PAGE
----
13. The multi-purpose tool defined by claim 12 wherein the bristles of said brush are fused to said main body member and said shoe scraper is formed integrally and in one piece with said main body member, and
wherein said ice breaker and said snow scraper are formed integrally and in one piece with said cap member.
Multi-purpose tools of the general type involved here are disclosed in the Nichols U.S. Pat. No. 3,968,535 dated July 13, 1976; the Mallory U.S. Pat. No. 3,724,017 dated Apr. 3, 1973; the MacInnes U.S. Pat. No. 3,307,212 dated Mar. 7, 1967; the Schwartz U.S. Pat. No. 3,051,975 dated Sept. 4, 1962; the Vosbikian U.S. Pat. No. 2,534,086 dated Dec. 12, 1950; the Coover U.S. Pat. No. 960,276 dated June 7, 1910; and the Urmston U.S. Pat. No. 603,581 dated May 3, 1898. However, none of these prior art tools have the particular operating components of the tool disclosed herein, and none of them show the particular arrangement and correlation of components that gives the instant tool its enhanced utility and versatility in use.
The multi-purpose tool of this invention has a handle provided with an ice breaker that extends longitudinally from one end thereof and brush, shoe scraper, snow scraper and squeegee members extending laterally from the handle behind the ice breaker. This arrangement of the operational components positions the ice breaker so that leverage on the handle applies maximum force for breaking and removing a layer of ice from a windshield for example and the other members are unobstructedly positioned so as not to interfere with the use and manipulation of the ice breaker. In addition, the shoe scraper is disposed facing the handle, and it is in such relation to the handle that it is positioned for maximum convenience in use when the tool is held by the handle with the ice breaker resting on the ground. Particularly significant in this latter regard is the fact that the other members; namely, the brush, the snow scraper and the squeegee, are disposed above and free of the ground when the shoe scraper is being used and are thus prevented from being dirtied.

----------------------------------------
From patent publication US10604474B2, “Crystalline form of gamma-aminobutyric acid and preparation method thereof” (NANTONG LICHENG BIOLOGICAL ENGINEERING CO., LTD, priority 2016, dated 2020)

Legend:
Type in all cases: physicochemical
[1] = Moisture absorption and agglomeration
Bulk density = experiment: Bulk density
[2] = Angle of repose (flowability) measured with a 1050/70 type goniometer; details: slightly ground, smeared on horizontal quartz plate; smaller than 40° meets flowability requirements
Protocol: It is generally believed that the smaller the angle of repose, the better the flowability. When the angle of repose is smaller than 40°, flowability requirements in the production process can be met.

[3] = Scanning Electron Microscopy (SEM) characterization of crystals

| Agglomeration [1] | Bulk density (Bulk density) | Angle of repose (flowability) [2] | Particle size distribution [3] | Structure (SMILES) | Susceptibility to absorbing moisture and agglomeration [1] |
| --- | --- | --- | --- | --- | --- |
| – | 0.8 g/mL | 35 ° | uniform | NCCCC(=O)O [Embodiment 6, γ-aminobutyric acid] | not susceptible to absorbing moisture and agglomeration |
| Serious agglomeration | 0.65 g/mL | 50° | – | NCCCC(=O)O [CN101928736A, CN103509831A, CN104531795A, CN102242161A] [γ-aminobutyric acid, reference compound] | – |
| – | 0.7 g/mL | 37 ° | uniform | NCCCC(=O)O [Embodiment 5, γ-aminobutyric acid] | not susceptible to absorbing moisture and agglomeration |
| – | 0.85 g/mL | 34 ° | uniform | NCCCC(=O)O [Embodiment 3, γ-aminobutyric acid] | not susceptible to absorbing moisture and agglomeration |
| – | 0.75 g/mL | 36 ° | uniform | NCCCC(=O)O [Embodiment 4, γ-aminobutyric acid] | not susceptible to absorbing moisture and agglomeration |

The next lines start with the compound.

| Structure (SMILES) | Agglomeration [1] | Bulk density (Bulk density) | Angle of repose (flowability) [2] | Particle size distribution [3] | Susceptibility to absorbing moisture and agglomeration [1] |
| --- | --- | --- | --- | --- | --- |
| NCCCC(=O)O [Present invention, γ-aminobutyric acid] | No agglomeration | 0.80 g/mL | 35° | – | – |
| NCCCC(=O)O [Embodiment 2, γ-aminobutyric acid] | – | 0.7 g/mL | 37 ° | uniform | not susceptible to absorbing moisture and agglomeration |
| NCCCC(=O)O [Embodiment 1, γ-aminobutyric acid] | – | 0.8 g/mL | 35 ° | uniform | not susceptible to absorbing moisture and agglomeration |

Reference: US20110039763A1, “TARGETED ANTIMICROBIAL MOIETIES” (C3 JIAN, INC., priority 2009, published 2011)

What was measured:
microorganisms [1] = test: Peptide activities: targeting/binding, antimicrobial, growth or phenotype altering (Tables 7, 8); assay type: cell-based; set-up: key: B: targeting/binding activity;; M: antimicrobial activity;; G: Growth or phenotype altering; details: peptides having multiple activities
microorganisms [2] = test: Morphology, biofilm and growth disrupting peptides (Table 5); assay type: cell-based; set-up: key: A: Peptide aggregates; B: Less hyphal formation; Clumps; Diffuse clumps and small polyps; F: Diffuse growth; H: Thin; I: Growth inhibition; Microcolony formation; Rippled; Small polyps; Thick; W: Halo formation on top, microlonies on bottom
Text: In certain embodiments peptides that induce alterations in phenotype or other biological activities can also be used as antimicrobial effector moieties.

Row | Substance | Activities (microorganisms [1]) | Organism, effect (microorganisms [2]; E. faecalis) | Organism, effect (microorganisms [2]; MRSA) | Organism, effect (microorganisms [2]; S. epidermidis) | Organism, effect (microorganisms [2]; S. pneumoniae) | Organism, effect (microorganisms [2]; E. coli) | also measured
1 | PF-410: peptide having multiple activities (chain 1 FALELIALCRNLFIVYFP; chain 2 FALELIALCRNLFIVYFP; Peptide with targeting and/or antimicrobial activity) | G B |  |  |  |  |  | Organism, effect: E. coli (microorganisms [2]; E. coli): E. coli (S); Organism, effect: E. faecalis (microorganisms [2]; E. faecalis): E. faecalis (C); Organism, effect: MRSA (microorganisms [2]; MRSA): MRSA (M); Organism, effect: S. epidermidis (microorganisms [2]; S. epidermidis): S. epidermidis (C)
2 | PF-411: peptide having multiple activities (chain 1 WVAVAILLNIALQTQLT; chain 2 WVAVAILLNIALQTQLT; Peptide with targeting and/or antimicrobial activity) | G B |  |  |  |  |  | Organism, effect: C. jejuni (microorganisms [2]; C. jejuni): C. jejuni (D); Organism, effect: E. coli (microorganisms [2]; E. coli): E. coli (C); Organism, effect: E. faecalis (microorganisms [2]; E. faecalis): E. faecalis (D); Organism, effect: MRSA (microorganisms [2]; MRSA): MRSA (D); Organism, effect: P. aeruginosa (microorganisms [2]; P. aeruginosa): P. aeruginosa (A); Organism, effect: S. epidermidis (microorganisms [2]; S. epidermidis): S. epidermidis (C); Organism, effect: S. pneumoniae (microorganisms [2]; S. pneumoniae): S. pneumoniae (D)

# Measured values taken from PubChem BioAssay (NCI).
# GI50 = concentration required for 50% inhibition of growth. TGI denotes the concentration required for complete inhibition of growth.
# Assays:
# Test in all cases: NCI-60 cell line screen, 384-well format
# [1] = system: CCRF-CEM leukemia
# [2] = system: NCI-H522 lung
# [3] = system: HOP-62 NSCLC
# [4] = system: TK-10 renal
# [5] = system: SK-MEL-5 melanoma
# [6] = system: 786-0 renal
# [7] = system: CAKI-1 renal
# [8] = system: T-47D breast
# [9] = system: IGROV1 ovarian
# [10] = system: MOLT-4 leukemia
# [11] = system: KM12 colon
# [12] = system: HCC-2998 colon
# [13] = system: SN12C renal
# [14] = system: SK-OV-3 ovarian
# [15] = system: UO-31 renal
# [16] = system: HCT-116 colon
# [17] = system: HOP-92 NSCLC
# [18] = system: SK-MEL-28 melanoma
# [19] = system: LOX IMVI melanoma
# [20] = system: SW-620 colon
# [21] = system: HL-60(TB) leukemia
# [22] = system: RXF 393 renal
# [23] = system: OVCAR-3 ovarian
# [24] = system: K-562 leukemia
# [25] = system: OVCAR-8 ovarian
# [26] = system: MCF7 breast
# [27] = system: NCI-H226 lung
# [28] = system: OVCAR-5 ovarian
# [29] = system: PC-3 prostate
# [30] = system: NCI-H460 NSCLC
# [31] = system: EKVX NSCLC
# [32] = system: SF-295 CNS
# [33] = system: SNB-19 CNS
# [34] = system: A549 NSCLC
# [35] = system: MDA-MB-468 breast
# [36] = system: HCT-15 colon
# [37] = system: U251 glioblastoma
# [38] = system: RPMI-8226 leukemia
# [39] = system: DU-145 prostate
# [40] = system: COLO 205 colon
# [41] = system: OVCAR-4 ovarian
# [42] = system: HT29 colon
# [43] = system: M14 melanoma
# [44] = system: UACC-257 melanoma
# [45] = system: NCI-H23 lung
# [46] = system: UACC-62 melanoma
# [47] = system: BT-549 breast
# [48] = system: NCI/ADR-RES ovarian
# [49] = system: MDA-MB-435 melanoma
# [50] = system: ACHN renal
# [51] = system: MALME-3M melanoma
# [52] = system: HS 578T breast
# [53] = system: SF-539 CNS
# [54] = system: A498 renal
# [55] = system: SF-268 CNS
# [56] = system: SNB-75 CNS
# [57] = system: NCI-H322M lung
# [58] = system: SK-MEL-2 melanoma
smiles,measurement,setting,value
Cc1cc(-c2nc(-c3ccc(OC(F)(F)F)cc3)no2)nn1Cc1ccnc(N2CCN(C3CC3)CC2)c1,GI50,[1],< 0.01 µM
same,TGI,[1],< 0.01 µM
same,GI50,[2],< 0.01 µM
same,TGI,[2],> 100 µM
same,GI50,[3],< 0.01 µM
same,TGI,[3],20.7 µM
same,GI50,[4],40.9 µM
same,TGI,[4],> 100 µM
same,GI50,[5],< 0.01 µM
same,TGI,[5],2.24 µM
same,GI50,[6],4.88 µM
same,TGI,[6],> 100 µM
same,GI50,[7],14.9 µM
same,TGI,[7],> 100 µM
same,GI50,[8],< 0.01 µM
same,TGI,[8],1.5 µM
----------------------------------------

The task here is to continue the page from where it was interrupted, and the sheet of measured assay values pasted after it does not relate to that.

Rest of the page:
In addition to the foregoing, the compound tool of this invention is uniquely designed so that the main body and tool holding portions thereof can be produced inexpensively by injection molding from a suitable plastic resin material. The body of the tool is designed in two parts that are uniquely correlated to clamp and firmly hold the squeegee, and the body parts themselves are formed so that they can be assembled with the squeegee and staked together easily and quickly.
Still another feature of the invention is that the brush and shoe scraper are on, and in the case of the shoe scraper integral with, one part of the body while the ice breaker and snow scraper are formed integrally and in one piece with the other part of the body so that all of the operational components are assembled together automatically in proper relation to each other when the two body parts are assembled in interfitting clamping engagement with the squeegee and staked together in the manner previously described.
FIG. 1 is an isometric view showing the multi-purpose tool of this invention;
FIG. 2 is an exploded perspective view showing the various parts and operational components of the tool;
FIG. 3 is a longitudinal sectional view taken on the line 3--3 of FIG. 1; and
FIG. 4 is a fragmentary longitudinal sectional view taken on the line 4--4 of FIG. 3.
In the drawing, wherein for the purpose of illustration is shown a preferred embodiment of the invention, the numeral 10 designates the main body portion of the tool and the numeral 12 designates a supplemental body portion in the form of a cap member that is adapted to be suitably attached to the body 10 with a squeegee 14 clamped securely therebetween. A handle 16 is attached to the body 10 and a shoe scraper 18 and a brush 20 extend laterally in opposite directions from the handle mounting portion of the body. An ice breaker 22 extends longitudinally from the cap member 12 and a snow scraper 24 is provided on one edge of the cap member. Both the body 10 and the cap member 12 preferably are formed from a suitably strong and durable plastic resin material so that they can be die cast inexpensively for assembly by mass production methods.